Five Things to Know About China’s Proposed Property Tax
On the day China’s top leaders wrapped up their annual economic policy meeting on Dec. 20, the Communist Party’s official newspaper republished an op-ed that mentioned a proposed property tax, fueling expectations that its launch was imminent.
The article, penned by Finance Minister Xiao Jie, said that China aims to implement the new tax based on the appraised value of real estate after a special law is passed. He did not give a timetable on when this particular law will be enacted. Rather, he said that the country plans to “complete the reform to implement statutory taxation” in 2020 after finalizing all related legislations in the previous year.
The op-ed first appeared in early November in a book printed by the official People’s Publishing House shortly after the 19th Party Congress.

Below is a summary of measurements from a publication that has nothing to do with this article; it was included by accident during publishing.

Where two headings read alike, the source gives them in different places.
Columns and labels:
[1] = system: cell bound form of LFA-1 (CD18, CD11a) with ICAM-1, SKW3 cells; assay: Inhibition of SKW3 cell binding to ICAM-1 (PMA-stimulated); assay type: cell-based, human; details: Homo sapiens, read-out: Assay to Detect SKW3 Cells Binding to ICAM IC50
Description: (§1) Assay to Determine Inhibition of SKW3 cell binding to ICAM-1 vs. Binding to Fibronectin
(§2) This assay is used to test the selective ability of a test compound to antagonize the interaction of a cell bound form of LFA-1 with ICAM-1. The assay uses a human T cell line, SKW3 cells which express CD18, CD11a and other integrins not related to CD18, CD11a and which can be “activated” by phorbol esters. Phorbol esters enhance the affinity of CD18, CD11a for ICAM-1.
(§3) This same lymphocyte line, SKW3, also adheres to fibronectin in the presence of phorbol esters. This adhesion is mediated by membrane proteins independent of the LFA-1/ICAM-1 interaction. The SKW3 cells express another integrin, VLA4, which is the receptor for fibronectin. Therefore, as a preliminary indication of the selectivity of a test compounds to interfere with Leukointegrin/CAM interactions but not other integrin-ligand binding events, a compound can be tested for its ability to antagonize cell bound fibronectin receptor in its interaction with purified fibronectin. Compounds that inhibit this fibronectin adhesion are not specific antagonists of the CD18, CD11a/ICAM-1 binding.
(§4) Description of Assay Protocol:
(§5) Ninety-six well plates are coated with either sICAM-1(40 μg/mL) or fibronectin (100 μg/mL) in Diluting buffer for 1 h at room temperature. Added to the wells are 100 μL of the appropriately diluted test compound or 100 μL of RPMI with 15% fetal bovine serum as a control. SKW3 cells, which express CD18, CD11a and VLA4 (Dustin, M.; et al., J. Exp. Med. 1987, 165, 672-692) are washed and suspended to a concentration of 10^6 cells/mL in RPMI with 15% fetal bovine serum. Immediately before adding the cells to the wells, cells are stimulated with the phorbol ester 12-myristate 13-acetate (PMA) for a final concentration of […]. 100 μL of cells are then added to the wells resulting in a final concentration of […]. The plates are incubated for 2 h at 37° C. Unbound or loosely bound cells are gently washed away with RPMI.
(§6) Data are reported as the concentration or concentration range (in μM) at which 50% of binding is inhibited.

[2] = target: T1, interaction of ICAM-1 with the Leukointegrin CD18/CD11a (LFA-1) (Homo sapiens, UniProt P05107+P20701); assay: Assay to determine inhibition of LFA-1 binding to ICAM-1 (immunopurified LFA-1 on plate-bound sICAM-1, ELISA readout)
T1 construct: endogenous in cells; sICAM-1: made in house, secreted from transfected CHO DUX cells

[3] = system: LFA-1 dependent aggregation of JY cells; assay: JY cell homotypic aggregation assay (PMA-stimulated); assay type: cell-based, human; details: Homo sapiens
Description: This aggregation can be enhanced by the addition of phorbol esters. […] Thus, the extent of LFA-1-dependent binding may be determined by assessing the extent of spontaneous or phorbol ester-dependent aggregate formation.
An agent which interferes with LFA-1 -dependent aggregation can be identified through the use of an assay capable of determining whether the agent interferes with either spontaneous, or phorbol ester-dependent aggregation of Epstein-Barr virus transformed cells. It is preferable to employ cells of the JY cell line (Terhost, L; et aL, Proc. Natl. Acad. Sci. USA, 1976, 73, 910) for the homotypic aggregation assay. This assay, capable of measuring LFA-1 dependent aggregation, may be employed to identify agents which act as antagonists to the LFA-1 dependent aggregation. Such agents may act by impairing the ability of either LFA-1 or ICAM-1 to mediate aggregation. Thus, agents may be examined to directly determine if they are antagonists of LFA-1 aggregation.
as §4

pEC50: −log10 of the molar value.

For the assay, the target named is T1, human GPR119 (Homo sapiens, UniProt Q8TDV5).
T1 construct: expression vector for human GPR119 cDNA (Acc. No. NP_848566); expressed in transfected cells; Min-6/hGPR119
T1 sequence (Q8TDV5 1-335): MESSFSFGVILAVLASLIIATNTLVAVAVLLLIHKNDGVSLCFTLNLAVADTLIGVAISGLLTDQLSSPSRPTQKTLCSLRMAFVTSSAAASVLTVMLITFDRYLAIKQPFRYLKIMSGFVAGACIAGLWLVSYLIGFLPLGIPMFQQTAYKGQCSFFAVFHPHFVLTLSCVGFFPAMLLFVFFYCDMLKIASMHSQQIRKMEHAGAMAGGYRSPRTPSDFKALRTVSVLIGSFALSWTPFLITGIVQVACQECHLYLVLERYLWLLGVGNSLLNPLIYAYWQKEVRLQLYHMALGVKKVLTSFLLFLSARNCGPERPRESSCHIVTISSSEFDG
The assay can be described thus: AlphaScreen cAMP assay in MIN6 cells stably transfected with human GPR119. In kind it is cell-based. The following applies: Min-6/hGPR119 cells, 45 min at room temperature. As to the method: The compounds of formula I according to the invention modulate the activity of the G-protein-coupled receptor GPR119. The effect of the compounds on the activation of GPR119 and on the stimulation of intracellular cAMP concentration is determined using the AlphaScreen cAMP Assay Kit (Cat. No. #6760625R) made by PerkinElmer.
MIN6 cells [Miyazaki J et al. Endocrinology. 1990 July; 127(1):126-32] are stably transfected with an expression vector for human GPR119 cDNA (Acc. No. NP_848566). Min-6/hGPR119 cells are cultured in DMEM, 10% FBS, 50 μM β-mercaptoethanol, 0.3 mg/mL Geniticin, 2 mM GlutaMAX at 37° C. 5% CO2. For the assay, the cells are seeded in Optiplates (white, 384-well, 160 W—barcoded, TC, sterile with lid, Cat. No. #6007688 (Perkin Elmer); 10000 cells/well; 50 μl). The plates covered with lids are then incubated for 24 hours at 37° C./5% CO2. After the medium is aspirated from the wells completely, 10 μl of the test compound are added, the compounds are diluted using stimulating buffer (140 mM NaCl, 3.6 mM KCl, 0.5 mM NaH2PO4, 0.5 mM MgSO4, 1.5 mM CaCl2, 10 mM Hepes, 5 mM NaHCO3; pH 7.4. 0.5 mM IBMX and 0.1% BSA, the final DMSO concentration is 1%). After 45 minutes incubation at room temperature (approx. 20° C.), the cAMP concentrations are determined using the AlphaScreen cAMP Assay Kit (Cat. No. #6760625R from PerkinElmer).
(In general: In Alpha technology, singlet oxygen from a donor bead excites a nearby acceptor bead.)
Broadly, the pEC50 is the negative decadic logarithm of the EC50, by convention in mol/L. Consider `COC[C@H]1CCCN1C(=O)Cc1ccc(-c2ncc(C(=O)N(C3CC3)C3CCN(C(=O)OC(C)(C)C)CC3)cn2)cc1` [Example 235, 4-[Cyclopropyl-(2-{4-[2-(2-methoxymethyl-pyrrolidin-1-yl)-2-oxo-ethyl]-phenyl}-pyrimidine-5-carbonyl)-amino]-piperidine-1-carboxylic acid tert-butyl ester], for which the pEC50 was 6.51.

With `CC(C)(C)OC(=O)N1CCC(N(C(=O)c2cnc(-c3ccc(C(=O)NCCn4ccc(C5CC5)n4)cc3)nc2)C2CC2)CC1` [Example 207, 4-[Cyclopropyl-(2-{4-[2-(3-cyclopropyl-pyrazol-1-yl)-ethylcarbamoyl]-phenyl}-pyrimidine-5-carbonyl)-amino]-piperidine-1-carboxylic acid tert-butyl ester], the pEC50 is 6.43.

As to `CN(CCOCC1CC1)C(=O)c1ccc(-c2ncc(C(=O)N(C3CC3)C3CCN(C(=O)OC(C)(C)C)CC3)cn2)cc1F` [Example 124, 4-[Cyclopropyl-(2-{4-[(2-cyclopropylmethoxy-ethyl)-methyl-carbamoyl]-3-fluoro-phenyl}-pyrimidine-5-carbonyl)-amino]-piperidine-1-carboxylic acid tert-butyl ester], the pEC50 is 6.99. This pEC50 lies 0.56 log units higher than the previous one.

A property tax has been discussed for decades in China. In recent years, government officials said it is part of the country’s tax overhaul. The objectives are to broaden tax base, increase tax revenue — especially for regional and local governments — and to tax the rich to narrow the wealth gap. Curtailing rising home prices is less of a factor.
How is the proposed property tax different from existing real estate taxes?
China has had a tax on the ownership of buildings based on the original purchase prices since the 1980s. After years of soaring home prices, early buyers are paying much less tax than people who bought the same properties much more recently. In addition, houses occupied for non-business purposes are exempted from the tax.
However, Shanghai and the southwestern megacity of Chongqing have since 2011 expanded the tax to cover all houses -- including residences of their owners -- in their cities on a trial basis. The expansion of the levy did not have the expected effect of drastically curbing growth in home prices.